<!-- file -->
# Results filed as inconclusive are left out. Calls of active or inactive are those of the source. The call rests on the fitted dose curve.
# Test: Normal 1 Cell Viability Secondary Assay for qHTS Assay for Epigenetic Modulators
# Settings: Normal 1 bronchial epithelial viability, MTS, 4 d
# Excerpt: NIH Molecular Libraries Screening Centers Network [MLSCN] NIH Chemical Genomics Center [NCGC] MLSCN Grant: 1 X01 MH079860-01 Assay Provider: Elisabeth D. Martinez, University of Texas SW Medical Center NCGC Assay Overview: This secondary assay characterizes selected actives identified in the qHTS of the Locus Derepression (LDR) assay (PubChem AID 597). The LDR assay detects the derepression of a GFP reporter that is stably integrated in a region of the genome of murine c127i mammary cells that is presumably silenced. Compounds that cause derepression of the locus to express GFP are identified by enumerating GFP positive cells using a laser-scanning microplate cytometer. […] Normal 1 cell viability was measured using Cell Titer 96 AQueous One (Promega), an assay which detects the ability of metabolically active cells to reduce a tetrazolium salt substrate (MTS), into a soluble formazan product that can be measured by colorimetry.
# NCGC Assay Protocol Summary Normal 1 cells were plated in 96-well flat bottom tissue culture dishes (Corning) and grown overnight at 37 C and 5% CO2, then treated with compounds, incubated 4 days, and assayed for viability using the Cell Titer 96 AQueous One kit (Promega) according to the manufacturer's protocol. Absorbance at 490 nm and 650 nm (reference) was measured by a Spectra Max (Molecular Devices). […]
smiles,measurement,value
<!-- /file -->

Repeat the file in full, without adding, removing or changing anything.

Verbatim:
# Results filed as inconclusive are left out. Calls of active or inactive are those of the source. The call rests on the fitted dose curve.
# Test: Normal 1 Cell Viability Secondary Assay for qHTS Assay for Epigenetic Modulators
# Settings: Normal 1 bronchial epithelial viability, MTS, 4 d
# Excerpt: NIH Molecular Libraries Screening Centers Network [MLSCN] NIH Chemical Genomics Center [NCGC] MLSCN Grant: 1 X01 MH079860-01 Assay Provider: Elisabeth D. Martinez, University of Texas SW Medical Center NCGC Assay Overview: This secondary assay characterizes selected actives identified in the qHTS of the Locus Derepression (LDR) assay (PubChem AID 597). The LDR assay detects the derepression of a GFP reporter that is stably integrated in a region of the genome of murine c127i mammary cells that is presumably silenced. Compounds that cause derepression of the locus to express GFP are identified by enumerating GFP positive cells using a laser-scanning microplate cytometer. […] Normal 1 cell viability was measured using Cell Titer 96 AQueous One (Promega), an assay which detects the ability of metabolically active cells to reduce a tetrazolium salt substrate (MTS), into a soluble formazan product that can be measured by colorimetry.
# NCGC Assay Protocol Summary Normal 1 cells were plated in 96-well flat bottom tissue culture dishes (Corning) and grown overnight at 37 C and 5% CO2, then treated with compounds, incubated 4 days, and assayed for viability using the Cell Titer 96 AQueous One kit (Promega) according to the manufacturer's protocol. Absorbance at 490 nm and 650 nm (reference) was measured by a Spectra Max (Molecular Devices). […]
smiles,measurement,value